Detroit Sports


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Detroit is a sports lover's paradise and home to the 2003-2004 NBA champion Detroit Pistons, 11-time Stanley Cup champion Detroit Red Wings, four-time World Series champion Detroit Tigers, 2003 WNBA champion Detroit Shock, and the always hopeful Detroit Lions.  Dedicated franchise owners, cooperation between business leaders and local governments, and an absolutely rabid fan base make Detroit one of the best sports cities in the country.  With all four major professional sports making their home in Detroit, you stand a good chance of finding a game in town any time of year.  So pick up your tickets today and experience a sporting event in one of America's greatest sports cities!



Baseball -- Detroit Tigers

Comerica Park

2100 Woodward Avenue, Detroit



America's pastime is in full swing in Detroit as the Tigers continue their quest for a fifth World Series title in over 100 years of franchise history.  This storied major league baseball legacy includes legendary players such as Ty Cobb, Charlie Gehringer, Hank Greenberg, and Al Kaline.  Since 2000, the Tigers have called Comerica Park home.  This modern sports facility offers fans not only great baseball action but theme-park entertainment and panoramic views of the Downtown Detroit skyline as well.


Basketball -- Detroit Pistons

The Palace

4 Championship Drive, Auburn Hills



Winners of the 2003-4 NBA championship and runners-up in the 2005 NBA championship run, the Detroit Pistons are definitely the hottest team in town.  The Pistons have called the Palace of Auburn Hills their home since 1988 with its ever-changing street address signifying the number of championships won in the building (3 for the Pistons plus one for the WNBA Detroit Shock = 4 Championship Drive).  Although The Palace is located 30 miles north of Detroit, the Pistons remain part of the City's sports core, with fans coming from all over the metro area to attend games.  The Palace makes it well worth the trip, with frequent fan promotions and a comfortable, friendly atmosphere.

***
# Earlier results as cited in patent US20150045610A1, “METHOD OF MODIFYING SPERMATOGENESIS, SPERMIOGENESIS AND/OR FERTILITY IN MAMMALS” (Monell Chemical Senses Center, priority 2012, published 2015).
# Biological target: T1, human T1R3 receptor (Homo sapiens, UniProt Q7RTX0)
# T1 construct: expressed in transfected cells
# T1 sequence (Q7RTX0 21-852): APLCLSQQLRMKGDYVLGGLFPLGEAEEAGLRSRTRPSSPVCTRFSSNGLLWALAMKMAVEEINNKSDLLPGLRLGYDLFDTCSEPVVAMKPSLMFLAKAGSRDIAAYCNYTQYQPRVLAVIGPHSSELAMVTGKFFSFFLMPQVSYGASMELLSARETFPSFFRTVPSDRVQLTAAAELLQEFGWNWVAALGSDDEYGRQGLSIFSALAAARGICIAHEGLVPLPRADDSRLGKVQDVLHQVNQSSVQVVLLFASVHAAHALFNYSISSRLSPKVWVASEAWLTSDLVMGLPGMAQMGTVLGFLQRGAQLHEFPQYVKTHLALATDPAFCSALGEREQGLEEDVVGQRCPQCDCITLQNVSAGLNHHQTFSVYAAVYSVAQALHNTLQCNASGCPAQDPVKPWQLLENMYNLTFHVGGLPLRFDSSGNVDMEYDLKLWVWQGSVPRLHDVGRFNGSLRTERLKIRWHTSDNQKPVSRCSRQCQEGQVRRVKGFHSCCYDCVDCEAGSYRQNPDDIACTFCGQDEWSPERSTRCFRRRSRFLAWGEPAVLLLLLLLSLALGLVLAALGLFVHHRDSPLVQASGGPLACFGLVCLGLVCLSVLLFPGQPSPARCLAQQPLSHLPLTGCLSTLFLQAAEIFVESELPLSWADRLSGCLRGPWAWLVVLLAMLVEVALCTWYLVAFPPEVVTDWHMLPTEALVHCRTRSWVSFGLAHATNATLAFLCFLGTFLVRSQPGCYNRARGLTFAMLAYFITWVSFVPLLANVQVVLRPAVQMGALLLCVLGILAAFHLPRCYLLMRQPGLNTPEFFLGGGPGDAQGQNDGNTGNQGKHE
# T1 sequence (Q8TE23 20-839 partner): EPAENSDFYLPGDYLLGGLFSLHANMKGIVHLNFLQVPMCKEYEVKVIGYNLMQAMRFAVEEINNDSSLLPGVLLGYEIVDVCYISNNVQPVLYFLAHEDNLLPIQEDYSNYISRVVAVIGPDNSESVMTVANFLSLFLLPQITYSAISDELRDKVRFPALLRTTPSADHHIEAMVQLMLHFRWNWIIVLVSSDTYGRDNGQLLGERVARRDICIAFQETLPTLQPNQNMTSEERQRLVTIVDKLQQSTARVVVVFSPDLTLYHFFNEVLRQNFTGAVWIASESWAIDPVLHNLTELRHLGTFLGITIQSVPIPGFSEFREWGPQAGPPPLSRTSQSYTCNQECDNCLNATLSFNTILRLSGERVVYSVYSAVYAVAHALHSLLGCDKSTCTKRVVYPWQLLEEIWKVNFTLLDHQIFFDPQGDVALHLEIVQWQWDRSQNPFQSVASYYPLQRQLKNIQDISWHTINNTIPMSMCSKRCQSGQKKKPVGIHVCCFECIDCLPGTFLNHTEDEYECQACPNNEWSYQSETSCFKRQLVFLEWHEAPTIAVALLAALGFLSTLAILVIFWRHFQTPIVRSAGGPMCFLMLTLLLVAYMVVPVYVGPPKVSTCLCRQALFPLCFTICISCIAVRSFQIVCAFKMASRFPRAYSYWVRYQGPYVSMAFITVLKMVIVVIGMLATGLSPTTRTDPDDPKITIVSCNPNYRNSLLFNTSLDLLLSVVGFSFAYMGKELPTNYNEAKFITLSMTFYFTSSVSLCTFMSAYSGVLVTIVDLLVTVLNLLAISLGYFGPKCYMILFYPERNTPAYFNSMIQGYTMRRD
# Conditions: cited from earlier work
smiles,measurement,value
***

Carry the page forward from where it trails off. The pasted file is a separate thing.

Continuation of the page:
Football -- Detroit Lions

Ford Field

2000 Brush Street, Detroit



In 1934, the National Football League's Portsmouth (Ohio) Spartans were purchased by a Detroit radio group and relocated to the Motor City where the team donned a new name, the Detroit Lions.  The Lions were an immediate success, winning an NFL championship in only their second year and later dominating the league throughout the 1950s.  Since then, the Lions have flirted with success but are yet to attain Super Bowl glory.  Nevertheless, Lions fans are loyal and always confident that a championship is on the horizon.  With a spectacular home at Ford Field and state-of-the-art practice facilities, the team has set a benchmark for the league and is well-positioned to attract new talent.  Attracting fans to home games is easier as well.  Ford Field, built in 2002 adjacent to Comerica Park in the Foxtown entertainment district and integrated into the old Hudson's warehouse, offers fans great NFL action in an innovative architectural setting.  Public tours are available weekdays.


Hockey -- Detroit Red Wings

Joe Louis Arena

600 Civic Center Drive, Detroit



While hockey is generally not considered to be the most popular of the four major professional sports, you wouldn't know it in Detroit!  Detroiters are so passionate about Red Wings hockey that the City has earned an appropriate nickname -- Hockeytown.   The Detroit Red Wings legacy includes 11 Stanley Cups and a mile-long list of hockey greats such as Ted Lindsay, Gordie Howe, and Steve Yzerman.  A dedicated franchise owner and fiercely loyal fan base make Detroit the envy of the National Hockey League and a desirable place for players to seek employment.  The Wings have called the 20,000 seat Joe Louis Arena on the Riverfront their home since the closing of Olympia Stadium in 1979.  In addition to Red Wings hockey games, the facility hosts a number of other events including college hockey, basketball, concerts, ice shows, and other entertainment.  Public tours of the facility are available on certain days.




Detroit Grand Prix, Belle Isle Park, Detroit [Website]

Michigan International Speedway, Brooklyn [Website]


It goes without saying that the Motor City wouldn’t be complete without a motorsports legacy.  You need to look no further than Belle Isle, setting for the Detroit Grand Prix, an early-season stop on the IndyCar Series.  Or head to the Irish Hills just west of Detroit where you will find the 1,400-acre Michigan International Speedway, the State's largest sporting venue.  Thousands of race fans flock to the track each season to enjoy NASCAR, Indy Racing League, and ARCA series action on the two-mile oval speedway that opened in 1968. 


Related Tours

Resources & Links

Click on the links below for information on more professional sports action in southeastern Michigan –


Downtown Detroit

Woodward Avenue




Flint Firebirds (Hockey)

Horse Racing

Lansing Lugnuts (Minor League Baseball)


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